ORLANDO, Fla. — U.S. lawmakers are expected to negotiate through the weekend with the White House on aspects of a new $1 trillion economic relief package that could include an extension to federal unemployment benefits.

What You Need To Know

Any deal is poised to come after the expiration of $600 weekly unemployment benefits provided to Americans as part of the original multi-trillion dollar CARES Act.

Senate Majority Leader Mitch McConnell said Thursday that his committee chairs would present preliminary details of an agreement on Monday.

Senate Republicans are at odds over unemployment benefits, with some standing firm on not wanting to extend the $600 benefits, while others are considering a 70 percent wage replacement compensation program.

“I think we are very clear on we’re not going to pay people more to stay home than to work,” U.S. Treasury Secretary Steve Mnuchin told reporters Thursday at the White House. “So, we’re looking at something that looks like a 70 percent of the wages a person was previously earning.”

More than 3 million Floridians have applied for unemployment benefits since March 15, with many struggling to make ends meet. Receiving unemployment benefits from Florida Department of Economic Opportunity remained inconsistent.

Orange and Osceola counties have been hit especially hard economically, because of the local economy anchored by low wage tourism jobs.

Jeremy Haicken, president of Unite Here Local 737, said of just the 19,000 Walt Disney World workers his union represents, only 7,000 have returned to work.

Adding pressure to an already-overwhelmed system next week, tens of thousands of remaining furloughed Disney cast members will be forced to apply for renewed federal benefits after exhausting the allowance of 12 weeks of state benefits.

Floridians collectively will lose the added $600 weekly unemployment benefit starting Saturday, July 25. After that they will qualify for only up to $275 per week, while some will qualify for only half that.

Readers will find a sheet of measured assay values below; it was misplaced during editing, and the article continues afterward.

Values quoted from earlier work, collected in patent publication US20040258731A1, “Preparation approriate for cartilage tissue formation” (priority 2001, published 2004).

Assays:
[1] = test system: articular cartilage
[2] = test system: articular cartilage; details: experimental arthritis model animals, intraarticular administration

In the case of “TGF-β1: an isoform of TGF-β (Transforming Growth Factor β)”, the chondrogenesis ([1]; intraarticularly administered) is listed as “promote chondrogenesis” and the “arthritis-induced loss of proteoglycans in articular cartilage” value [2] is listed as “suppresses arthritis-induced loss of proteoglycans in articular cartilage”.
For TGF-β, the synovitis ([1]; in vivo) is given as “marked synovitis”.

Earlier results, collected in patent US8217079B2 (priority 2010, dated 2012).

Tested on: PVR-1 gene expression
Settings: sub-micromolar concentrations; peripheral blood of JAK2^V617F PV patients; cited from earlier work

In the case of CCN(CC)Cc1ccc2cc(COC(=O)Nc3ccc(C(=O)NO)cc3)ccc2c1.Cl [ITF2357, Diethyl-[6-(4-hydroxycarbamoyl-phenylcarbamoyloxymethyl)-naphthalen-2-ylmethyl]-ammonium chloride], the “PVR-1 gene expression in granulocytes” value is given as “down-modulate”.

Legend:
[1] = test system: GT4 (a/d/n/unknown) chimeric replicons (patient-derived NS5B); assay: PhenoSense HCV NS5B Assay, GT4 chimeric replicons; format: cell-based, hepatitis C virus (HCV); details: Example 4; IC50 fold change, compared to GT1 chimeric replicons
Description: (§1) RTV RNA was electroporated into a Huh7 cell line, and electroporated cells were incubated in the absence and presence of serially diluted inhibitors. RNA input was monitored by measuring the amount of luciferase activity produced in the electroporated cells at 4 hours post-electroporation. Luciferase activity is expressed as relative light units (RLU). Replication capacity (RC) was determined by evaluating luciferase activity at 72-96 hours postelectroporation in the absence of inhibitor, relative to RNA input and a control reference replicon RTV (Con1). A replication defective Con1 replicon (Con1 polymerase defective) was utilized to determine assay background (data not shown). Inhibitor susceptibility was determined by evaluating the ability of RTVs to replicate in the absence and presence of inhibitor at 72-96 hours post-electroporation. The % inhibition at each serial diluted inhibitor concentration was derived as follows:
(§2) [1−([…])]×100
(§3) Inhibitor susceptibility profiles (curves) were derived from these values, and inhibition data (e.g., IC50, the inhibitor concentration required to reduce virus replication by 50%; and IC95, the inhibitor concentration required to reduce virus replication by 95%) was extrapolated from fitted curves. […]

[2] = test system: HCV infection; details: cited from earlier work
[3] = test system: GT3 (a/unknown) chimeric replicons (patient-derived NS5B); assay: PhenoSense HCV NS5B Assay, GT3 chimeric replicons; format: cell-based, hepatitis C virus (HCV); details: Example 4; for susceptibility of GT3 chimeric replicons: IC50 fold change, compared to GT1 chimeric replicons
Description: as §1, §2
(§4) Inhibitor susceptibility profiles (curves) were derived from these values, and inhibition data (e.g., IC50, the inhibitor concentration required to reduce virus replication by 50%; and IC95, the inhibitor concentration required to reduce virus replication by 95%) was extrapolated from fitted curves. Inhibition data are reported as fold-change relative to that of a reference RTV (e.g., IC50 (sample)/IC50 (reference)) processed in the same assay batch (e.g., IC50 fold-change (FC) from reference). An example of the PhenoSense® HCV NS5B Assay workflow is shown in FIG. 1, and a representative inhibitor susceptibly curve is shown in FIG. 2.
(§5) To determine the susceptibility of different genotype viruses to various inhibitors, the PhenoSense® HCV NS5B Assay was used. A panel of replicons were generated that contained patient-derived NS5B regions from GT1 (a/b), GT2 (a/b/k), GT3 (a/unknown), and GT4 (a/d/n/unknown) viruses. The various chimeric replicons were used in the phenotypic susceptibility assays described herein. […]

At $275, the weekly unemployment payout amount totals less than Florida’s minimum wage.

“When the parks closed, we were all directly impacted due to it,” said Daniel Varnis.

Varnis lives with three roommates to help make ends meet; all four work for the area theme parks.

“We love our jobs, we love our company, and we want to go back to work,” Varnis said.

Like most, Varnis and his roommates have relied upon the added $600 unemployment benefits to keep current on rent and bills. Losing the added benefit, Varnis fears, will further strain their financial situation.

“We’re not going to be able to make rent, we’re not going to be able to pay for food, some of us did apply for food assistance through the state, but then those got cut off when we got approved for unemployment because we overcame the income threshhold,” Varnis said.

The impacts of the coronavirus have been sweeping, and continue to lead to further furloughs and layoffs. Rosen Resorts is among those that have announced plans to keep open only one of their eight resorts, while laying off a “significant” number of the workers by month’s end.

Adding pressure to many families is the uncertainty over whether Governor Ron DeSantis will again extend the state’s eviction moratorium or waivers on waiting weeks and work search to receive unemployment benefits.

“I just hope, honestly they don’t take my cars and that I fall behind,” said Bruce Rosen.

Rosen was initially furloughed in late March from his audio-visual job before recently being laid off. Knowing he and his wife are likely to lose the $600 weekly unemployment benefit, Rosen said he is concerned about his family being able to keep up.

“That $600 pays the bills,” Rosen said. “Without that $600 we’re going to be in trouble.”

As Senate negotiations continue, it is not likely Sen. Rick Scott (R-Florida) will be among those favoring extending $600 weekly benefits specifically.

In an op-ed published in April, Scott said he believed the benefit was incentivizing people to remain at home by earning more on unemployment than they do at work.

“Don’t incentivize workers to stay on government-run, taxpayer-funded programs when this crisis has ended and we need them to go back to work,” Scott wrote. “That’s not complicated.”

This week, Scott’s office told Spectrum News in a statement:

"Senator Scott will look at every option to help those that have lost their jobs during this unimaginable crisis. He also wants to make sure small businesses are supported and Congress does not create a disincentive to work by paying people more to not work than they would receive if they were back on the job.”

The office of Sen. Marco Rubio (R-Florida) told Spectrum News:

“The federal government’s efforts to get unemployment benefits to those who need them will remain even after the additional $600 benefit expires. As Congress negotiates the next relief package, we need to make sure that we are not unintentionally making it more difficult to safely re-open our economy, especially in areas of the country that are making real economic progress. We also recognize that many people still need assistance. That’s the balance that Congress will need to negotiate.”

“I know I’m not the only one, everybody needs it, and it needs to go through,” Rosen said, saying that families like his are relying upon Congress extending the benefits.

Several months ago, the U.S. House of Representatives passed the Heroes Act, which, if it were approved by the Senate, would extend $600 weekly unemployment benefits until January 2021.